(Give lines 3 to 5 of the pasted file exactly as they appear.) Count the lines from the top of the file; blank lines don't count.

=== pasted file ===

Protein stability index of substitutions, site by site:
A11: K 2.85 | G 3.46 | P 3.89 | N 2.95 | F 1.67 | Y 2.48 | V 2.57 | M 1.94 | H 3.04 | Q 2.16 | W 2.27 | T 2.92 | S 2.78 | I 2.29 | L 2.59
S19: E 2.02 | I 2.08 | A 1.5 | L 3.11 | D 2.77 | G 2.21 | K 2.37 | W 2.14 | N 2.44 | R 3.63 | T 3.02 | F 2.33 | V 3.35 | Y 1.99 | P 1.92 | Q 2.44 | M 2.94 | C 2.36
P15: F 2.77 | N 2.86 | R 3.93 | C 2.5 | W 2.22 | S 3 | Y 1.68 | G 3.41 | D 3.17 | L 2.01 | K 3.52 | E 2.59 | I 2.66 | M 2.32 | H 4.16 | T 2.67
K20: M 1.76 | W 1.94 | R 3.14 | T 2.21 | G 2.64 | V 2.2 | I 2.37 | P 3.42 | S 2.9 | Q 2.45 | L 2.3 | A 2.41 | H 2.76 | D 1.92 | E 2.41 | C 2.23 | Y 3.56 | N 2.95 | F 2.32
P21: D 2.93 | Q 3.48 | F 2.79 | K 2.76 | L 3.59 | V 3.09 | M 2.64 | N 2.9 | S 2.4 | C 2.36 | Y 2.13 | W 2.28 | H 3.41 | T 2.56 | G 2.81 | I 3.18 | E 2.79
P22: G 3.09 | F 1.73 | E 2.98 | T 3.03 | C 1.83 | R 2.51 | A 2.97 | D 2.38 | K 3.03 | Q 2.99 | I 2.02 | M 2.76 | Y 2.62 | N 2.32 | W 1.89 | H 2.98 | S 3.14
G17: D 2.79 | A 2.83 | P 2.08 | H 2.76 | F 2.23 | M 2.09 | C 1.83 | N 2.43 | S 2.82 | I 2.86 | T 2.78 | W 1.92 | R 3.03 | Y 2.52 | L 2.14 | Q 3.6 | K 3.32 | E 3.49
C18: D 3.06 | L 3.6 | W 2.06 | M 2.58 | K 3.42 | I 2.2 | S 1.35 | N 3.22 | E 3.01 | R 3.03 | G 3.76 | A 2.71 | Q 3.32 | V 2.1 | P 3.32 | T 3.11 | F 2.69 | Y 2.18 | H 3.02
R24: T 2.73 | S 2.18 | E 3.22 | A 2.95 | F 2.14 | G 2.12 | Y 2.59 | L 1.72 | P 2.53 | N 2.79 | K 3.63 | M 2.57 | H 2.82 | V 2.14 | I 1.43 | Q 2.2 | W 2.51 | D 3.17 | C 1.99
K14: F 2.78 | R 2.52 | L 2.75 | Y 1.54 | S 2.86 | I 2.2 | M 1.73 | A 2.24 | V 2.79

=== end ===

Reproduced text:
S19: E 2.02 | I 2.08 | A 1.5 | L 3.11 | D 2.77 | G 2.21 | K 2.37 | W 2.14 | N 2.44 | R 3.63 | T 3.02 | F 2.33 | V 3.35 | Y 1.99 | P 1.92 | Q 2.44 | M 2.94 | C 2.36
P15: F 2.77 | N 2.86 | R 3.93 | C 2.5 | W 2.22 | S 3 | Y 1.68 | G 3.41 | D 3.17 | L 2.01 | K 3.52 | E 2.59 | I 2.66 | M 2.32 | H 4.16 | T 2.67
K20: M 1.76 | W 1.94 | R 3.14 | T 2.21 | G 2.64 | V 2.2 | I 2.37 | P 3.42 | S 2.9 | Q 2.45 | L 2.3 | A 2.41 | H 2.76 | D 1.92 | E 2.41 | C 2.23 | Y 3.56 | N 2.95 | F 2.32